US Inflation and Frustration Still Rampant Amidst Chip Shortage
The US economy is still struggling with the continuing computer chip shortage, despite the recent exceptional economic growth. The chip issue has been plaguing the world for over two years due to the Covid-related lockdowns in Asian factories. It may, however, last for an unclear period of time, since the industry is still in flux.
On February 4, the House passed a bill that could potentially funnel $52 billion to semiconductor manufacturers in the form of subsidies and grants. This is a tob priority for the Biden administration, yet it still needs to be approved by the Senate. The EU is planning to adopt a similar plan that would pump approximately $48 into the same industry.
The shortages have been frustrating for the end-consumers, who are unable to purchase new vehicles, and have to purchase used ones for exorbitant prices. Auto manufacturing plants are being shut down because of the lack of microprocessors required for production. In 2021, approximately 8 million fewer cars were manufactured than the projected estimate, leading to a price hike and driving inflation. Other products affected by the shortage of microchips are smartphones, game consoles, a range of medical devices and other useful and convenient objects, producing a ripple effect on the global economy.
Is the pandemic at the root of the problem?
It is, among other things.
By the time chip factories began to reopen, there was an extensive backlog of orders. The unforeseen demand was driven by the pandemic - more people stayed home and required more electronics to work, rest and entertain themselves. The remote work and distant learning, for instance, led to a huge rise in demand for PCs and laptops.
What other factors added to the problem?
The need to balance out the manufacturing of older chips still needed for certain products, and the production of cutting-edge microchips for the more advanced devices.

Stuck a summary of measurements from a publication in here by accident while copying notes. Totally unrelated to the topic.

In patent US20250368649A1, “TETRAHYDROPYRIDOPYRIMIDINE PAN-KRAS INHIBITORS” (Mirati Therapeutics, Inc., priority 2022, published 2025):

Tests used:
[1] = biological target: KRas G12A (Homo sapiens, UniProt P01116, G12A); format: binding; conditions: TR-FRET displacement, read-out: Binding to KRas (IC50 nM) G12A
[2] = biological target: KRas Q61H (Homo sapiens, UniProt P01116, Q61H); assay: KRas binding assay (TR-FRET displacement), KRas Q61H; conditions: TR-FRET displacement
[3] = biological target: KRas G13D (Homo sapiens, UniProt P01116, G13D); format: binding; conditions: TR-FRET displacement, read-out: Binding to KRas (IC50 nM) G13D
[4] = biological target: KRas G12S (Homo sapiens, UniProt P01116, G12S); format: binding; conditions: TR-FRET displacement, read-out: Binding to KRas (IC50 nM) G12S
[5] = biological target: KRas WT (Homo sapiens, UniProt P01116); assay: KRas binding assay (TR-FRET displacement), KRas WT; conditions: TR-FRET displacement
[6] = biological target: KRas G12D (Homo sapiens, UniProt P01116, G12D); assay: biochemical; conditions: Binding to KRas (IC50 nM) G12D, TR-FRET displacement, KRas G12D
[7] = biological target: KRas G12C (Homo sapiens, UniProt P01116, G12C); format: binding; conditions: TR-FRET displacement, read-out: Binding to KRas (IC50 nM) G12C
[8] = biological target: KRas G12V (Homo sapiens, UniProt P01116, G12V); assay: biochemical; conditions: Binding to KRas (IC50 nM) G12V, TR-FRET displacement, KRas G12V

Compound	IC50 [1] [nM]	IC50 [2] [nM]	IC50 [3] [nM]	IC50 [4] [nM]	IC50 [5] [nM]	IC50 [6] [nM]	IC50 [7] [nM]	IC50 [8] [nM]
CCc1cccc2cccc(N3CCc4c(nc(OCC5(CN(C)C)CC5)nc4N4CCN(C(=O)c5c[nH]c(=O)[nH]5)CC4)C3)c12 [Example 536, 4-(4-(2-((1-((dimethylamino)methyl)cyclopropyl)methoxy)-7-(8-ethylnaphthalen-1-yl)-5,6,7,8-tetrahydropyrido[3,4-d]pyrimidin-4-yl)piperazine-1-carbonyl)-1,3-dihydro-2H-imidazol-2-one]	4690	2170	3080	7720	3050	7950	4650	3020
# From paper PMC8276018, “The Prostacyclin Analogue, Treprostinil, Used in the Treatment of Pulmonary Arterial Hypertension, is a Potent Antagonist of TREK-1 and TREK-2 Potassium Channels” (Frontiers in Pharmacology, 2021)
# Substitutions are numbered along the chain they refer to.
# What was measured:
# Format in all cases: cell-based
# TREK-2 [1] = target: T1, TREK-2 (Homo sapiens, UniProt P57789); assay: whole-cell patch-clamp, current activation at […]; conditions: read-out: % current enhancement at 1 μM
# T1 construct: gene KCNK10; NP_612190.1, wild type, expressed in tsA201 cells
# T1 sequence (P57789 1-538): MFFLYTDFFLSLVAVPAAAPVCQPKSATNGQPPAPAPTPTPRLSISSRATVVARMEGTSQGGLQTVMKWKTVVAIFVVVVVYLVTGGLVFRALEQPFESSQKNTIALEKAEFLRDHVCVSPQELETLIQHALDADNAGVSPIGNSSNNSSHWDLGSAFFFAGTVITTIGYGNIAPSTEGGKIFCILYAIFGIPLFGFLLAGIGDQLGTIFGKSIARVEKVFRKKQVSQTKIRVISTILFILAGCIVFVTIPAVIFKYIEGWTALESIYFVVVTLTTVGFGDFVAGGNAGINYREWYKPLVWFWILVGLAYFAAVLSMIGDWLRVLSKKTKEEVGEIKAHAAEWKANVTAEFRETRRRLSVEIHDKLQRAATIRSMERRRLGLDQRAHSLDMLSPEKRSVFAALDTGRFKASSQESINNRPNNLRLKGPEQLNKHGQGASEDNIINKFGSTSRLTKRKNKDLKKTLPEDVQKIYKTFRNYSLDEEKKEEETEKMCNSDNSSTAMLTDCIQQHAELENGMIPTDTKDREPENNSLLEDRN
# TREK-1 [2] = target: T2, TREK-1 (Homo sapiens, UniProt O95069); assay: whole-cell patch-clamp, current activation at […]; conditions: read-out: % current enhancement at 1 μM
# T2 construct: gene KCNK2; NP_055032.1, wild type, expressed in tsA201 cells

Fires, energy shortages and winter storms exacerbated the problem.
The shift of production to Asia from the US has been going on for decades, and the recent developments has led the US to seek to restore local production to a certain extent. Taiwan is the center of global chip dependence.
The US produces 12% of the microchips in the world, down from 37% in 1990. The reason is quite clear – production costs are 30% higher in the US than in Asian countries. The EU has a 9% share in the global chip production industry, and is looking to boost that number to 20%.
Is the shortage really bad?
2021 has seen a 17% increase in chip demand compared to 2019, and the factories are currently unable to fill that demand, even at max capacity. Inventories are down to 5 days from the pre-pandemic 40, and shortages are slated to continue into the summer, experts predict.
Chip prices are up, and the products that require them are growing more expensive as well. Used car prices, for instance, went up 37% in 2021, driving up inflation and leading the Federal Reserve to raise interest rates.
Will it get any better?
Specifically in the US, there is hope. Even now, the chip supply situation is already looking better than a year ago. Used car prices are settling down a bit, having fallen by 1-4% for 2015-2021 autos.
Is there a way to avoid future shortages?
The chip industry is expanding in a great way. $150 billion will be invested in new chip factories, and a similar amount was spent in 2021. Meanwhile, prior to the current situation, $115 was the largest amount invested in the industry annually. The upcoming projects include Intel’s chip factories in Arizona and Ohio, and Samsung’s, Micron’s and GlobalFoundries’ plants in the US. All of this is done to reduce US reliance on chips produced abroad, although it will take many years before it happens.
The government funding in the amount of $52 billion should assist in expanding chip production and, more generally, increase the competitiveness of the US. Despite the bipartisan support for boosting domestic chip production, there are still important differences that need to be reconciled. Another part of the bill would provide $45 billion to reinforce supply chains for high-tech products, as well as other issues that have raised GOP concerns about the costs and scope of the legislation.Source